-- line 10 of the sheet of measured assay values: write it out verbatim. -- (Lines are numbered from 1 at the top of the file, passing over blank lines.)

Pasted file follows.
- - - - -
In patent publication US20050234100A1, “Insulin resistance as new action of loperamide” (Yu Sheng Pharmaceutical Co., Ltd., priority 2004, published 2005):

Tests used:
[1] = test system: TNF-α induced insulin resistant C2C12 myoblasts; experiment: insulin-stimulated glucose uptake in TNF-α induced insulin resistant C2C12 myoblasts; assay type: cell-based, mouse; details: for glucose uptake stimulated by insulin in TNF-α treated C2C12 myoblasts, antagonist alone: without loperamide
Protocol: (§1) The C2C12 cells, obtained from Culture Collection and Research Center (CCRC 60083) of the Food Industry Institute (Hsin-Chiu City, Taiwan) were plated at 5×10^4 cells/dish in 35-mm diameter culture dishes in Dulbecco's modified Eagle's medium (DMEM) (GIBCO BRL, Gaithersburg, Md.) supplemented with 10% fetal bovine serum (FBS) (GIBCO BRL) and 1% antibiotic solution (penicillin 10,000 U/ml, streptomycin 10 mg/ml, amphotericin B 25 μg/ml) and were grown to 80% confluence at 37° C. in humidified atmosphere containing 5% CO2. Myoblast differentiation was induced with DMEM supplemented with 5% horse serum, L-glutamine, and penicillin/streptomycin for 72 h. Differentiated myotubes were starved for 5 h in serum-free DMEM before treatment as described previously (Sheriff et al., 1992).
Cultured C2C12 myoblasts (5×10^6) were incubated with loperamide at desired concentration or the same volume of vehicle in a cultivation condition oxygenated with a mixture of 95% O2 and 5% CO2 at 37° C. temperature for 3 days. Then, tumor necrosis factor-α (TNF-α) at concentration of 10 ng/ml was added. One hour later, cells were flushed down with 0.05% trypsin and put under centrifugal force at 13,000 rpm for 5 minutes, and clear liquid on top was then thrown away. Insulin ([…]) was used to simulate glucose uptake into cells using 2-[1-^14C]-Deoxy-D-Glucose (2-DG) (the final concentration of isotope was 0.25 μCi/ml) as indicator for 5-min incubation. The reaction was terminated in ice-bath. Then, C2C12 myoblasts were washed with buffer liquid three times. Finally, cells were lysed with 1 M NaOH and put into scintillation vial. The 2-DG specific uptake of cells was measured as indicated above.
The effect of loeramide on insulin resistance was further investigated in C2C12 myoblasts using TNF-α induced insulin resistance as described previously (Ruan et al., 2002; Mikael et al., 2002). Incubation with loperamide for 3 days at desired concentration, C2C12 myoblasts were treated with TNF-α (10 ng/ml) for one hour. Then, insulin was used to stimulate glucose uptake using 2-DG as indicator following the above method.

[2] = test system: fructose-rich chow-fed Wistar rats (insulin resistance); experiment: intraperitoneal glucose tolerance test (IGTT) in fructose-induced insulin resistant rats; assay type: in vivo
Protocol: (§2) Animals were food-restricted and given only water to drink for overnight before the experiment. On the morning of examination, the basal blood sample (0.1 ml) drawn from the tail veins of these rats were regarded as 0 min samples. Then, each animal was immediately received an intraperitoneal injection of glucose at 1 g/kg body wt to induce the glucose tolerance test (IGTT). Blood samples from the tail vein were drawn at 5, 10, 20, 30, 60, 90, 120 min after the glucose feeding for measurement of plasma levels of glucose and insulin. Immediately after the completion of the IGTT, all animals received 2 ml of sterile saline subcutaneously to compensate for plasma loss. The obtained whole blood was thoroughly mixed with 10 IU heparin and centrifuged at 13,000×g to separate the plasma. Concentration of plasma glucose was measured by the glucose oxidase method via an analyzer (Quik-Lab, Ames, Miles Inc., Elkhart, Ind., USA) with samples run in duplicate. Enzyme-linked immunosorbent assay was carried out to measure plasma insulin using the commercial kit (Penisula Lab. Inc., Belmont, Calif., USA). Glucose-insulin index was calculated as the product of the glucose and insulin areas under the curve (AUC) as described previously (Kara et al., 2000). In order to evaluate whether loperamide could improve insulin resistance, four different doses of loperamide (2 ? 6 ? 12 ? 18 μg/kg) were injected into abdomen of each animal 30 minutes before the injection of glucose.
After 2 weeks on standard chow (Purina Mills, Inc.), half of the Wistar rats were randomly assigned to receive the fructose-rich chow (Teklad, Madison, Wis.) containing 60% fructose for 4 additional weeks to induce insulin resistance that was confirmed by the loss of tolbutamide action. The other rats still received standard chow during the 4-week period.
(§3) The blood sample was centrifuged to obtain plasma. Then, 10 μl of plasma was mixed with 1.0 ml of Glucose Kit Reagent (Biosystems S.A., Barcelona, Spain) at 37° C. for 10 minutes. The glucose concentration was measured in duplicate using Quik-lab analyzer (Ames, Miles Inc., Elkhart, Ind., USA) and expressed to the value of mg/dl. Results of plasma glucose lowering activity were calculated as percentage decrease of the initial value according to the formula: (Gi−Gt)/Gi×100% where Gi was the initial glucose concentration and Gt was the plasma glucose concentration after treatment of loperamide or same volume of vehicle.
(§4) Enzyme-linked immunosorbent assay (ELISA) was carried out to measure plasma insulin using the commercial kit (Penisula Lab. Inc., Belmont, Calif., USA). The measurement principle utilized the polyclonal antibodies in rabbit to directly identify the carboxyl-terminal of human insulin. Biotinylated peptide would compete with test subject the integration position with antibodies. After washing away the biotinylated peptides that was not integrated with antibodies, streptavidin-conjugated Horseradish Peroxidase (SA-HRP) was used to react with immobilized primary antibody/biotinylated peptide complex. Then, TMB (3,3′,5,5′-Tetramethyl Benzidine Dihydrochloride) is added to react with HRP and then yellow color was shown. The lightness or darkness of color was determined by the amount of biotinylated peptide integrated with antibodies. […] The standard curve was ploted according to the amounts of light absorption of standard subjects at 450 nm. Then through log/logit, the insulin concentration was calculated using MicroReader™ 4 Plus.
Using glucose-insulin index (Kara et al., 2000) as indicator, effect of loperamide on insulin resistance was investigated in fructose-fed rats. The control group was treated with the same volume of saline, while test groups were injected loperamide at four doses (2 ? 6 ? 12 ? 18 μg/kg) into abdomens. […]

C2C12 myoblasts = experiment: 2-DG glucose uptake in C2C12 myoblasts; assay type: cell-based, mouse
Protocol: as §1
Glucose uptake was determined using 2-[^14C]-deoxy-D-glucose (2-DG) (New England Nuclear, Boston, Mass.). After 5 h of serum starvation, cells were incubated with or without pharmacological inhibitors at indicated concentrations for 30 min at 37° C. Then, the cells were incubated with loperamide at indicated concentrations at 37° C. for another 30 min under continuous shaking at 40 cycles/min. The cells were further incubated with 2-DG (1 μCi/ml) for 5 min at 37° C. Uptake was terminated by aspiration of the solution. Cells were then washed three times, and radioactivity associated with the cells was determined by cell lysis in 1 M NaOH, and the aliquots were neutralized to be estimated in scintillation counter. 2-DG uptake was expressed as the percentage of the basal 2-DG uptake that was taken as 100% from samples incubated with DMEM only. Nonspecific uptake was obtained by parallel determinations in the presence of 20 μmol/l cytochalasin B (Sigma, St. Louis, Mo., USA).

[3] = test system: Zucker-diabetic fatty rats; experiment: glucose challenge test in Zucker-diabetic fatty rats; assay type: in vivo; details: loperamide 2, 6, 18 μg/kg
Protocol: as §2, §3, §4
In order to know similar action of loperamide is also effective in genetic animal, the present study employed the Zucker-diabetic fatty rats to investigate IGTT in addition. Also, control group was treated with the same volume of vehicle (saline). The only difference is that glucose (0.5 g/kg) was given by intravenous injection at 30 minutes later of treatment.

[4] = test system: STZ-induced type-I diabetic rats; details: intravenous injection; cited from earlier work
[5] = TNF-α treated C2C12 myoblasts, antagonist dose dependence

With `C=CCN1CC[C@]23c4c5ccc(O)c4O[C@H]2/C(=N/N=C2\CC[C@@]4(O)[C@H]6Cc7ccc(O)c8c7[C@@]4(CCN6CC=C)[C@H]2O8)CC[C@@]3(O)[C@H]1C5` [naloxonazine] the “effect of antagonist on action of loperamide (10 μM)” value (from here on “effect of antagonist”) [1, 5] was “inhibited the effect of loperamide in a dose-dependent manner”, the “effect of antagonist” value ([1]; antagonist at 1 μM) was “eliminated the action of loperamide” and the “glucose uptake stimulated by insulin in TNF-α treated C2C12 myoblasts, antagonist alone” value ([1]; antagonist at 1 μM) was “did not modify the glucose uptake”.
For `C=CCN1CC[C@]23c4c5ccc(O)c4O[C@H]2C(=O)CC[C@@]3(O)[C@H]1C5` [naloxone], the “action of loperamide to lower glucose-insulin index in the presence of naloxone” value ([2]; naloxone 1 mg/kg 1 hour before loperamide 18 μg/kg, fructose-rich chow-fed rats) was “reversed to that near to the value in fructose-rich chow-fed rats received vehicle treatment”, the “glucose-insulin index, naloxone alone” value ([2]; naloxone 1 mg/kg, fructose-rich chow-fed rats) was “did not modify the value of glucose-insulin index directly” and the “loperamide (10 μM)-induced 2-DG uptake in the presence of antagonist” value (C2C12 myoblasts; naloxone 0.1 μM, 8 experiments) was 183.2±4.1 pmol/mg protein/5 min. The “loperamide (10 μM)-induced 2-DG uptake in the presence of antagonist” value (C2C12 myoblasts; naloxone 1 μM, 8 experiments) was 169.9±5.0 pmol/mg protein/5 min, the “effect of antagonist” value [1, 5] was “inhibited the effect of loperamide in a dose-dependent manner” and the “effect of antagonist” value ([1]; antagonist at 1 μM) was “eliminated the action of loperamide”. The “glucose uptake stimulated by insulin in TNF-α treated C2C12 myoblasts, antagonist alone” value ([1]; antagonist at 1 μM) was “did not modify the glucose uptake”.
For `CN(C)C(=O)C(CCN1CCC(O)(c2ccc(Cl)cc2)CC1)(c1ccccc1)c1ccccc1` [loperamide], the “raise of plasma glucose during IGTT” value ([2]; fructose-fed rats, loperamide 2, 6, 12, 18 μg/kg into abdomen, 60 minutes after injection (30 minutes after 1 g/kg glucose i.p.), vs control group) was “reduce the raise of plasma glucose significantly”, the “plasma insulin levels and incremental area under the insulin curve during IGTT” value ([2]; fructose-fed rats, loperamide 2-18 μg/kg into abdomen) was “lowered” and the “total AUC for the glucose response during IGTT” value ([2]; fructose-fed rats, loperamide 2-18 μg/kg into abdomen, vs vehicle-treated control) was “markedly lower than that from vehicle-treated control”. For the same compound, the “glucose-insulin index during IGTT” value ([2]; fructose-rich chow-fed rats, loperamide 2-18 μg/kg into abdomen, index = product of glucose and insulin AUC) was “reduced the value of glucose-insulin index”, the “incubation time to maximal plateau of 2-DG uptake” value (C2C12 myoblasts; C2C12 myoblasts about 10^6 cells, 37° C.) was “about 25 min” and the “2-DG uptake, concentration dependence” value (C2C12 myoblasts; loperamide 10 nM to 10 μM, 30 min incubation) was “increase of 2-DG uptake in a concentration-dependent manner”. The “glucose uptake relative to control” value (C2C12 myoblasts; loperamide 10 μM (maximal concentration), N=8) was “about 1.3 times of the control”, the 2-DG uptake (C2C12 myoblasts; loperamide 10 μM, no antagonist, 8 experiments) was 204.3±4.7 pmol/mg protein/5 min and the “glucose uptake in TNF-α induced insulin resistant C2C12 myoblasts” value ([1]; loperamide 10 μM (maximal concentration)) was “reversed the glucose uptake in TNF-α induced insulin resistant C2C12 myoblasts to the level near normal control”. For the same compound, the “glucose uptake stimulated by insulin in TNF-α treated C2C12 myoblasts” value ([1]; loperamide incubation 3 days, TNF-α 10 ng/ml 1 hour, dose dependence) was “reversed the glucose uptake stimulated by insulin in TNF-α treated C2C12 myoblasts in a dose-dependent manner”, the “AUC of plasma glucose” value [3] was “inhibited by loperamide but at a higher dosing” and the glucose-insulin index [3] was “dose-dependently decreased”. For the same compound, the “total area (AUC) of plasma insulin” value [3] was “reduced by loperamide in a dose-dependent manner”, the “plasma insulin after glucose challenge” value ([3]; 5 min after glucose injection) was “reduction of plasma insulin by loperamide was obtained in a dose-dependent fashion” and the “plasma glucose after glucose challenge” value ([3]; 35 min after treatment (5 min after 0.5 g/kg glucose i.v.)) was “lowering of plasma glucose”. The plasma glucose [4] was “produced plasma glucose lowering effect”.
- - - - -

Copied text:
(§3) The blood sample was centrifuged to obtain plasma. Then, 10 μl of plasma was mixed with 1.0 ml of Glucose Kit Reagent (Biosystems S.A., Barcelona, Spain) at 37° C. for 10 minutes. The glucose concentration was measured in duplicate using Quik-lab analyzer (Ames, Miles Inc., Elkhart, Ind., USA) and expressed to the value of mg/dl. Results of plasma glucose lowering activity were calculated as percentage decrease of the initial value according to the formula: (Gi−Gt)/Gi×100% where Gi was the initial glucose concentration and Gt was the plasma glucose concentration after treatment of loperamide or same volume of vehicle.